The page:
For as long as I can remember, I have always been referred to as “my father’s daughter”. When
I was young, I assumed that it was because I looked just like him. I found it strange at the time because I am a girl. But I do look just like him!
My Bond With My Dad
My father and I have always had a special bond. For as long as I can remember he has believed in me, regardless of my limitations, setbacks, and insecurities.
There is one instance that will always stand out and is the epitome of his belief that I can do anything. It happened when I was barely seven years old (I may have even been younger, but I cannot remember). My dad took me to the mall with him to buy weights (I cannot recall a time when they were ever used, but they were bought). He said, “Nips (my nickname that can be discussed at another time), I will carry the box of weights and you can carry the bar.” Hmmm…the bar was twice my size in height, and it was HEAVY! I didn’t want to disappoint my dad, but a 7-year-old has their limits.
Just as my father would have done in the same situation, I dropped the bar in the middle of the mall and refused to move. Just like my father, I was (and still can be) stubborn. I am now seeing a reason why they call me “my father’s daughter”.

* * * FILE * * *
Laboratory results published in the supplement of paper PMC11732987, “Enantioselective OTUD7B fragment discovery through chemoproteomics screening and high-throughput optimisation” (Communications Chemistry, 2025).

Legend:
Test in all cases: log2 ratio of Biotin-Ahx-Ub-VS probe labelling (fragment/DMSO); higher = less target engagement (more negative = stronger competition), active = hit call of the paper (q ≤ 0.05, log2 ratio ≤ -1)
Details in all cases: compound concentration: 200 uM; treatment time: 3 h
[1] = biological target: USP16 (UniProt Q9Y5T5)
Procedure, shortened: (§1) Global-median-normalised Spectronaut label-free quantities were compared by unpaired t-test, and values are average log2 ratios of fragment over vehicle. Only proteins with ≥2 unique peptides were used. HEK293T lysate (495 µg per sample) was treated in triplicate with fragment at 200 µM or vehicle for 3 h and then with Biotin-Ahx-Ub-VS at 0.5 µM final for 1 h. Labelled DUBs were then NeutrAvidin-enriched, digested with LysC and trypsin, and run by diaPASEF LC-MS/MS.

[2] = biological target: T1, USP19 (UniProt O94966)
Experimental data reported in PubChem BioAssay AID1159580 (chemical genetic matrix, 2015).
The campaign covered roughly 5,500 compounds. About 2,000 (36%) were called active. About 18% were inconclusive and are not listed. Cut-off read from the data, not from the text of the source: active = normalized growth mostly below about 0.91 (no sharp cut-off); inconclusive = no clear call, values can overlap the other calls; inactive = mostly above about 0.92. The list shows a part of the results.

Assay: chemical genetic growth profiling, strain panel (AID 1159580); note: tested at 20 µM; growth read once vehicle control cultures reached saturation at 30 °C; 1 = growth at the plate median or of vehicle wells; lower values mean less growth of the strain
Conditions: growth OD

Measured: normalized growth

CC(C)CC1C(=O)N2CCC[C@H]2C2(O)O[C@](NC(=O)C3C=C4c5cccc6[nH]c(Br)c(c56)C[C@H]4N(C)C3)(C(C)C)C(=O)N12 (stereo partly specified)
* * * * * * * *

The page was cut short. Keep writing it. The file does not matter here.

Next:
There have been many instances like the one in the mall. There have also been many great experiences between myself, my dad, my mom, and my sister that will remain etched in my mind. Since his death, remembering why I have earned the title of “my father’s daughter” has given me peace and strength.
My Father’s Diagnosis
When my dad received the devastating diagnosis of pancreatic cancer in September 2023, I decided that I will fulfill my role as “my father’s daughter”; the good, the bad, and the love he had for his family. Regardless of the stage of life we were all in, no matter what we were going through, no one could deny the love my dad had for my mom, my sister, myself, and his four amazing grandchildren. Without question, I loved my dad so much. I love how he supported me. I love how he was my biggest fan and I especially love how proud he was of me.
Lucky me, when my son, Ryan was about 2 years old, my parents sold my childhood home and moved to a brand-new home. It was seven minutes from my house. Ryan and my daughter, Eliana, are so lucky to have their loving grandparents close by to watch them grow (and to babysit)!
At the time of my father’s diagnosis, we all felt the “luck” of having our homes close by. I took advantage of this time to learn and understand as an adult why I am referred to as “my father’s daughter”. During the six short months of his illness, my dad never lost his smile or the sparkle in his eye whenever I walked through the door. No matter how he was feeling, on his good days and his not-so-good days, I could always depend on walking into the house and seeing him sitting on his brown leather chair in the corner of the room. I still look at that chair, which is now empty. Most of the time I look at it with tears in my eyes, but I try to smile and remember him being there.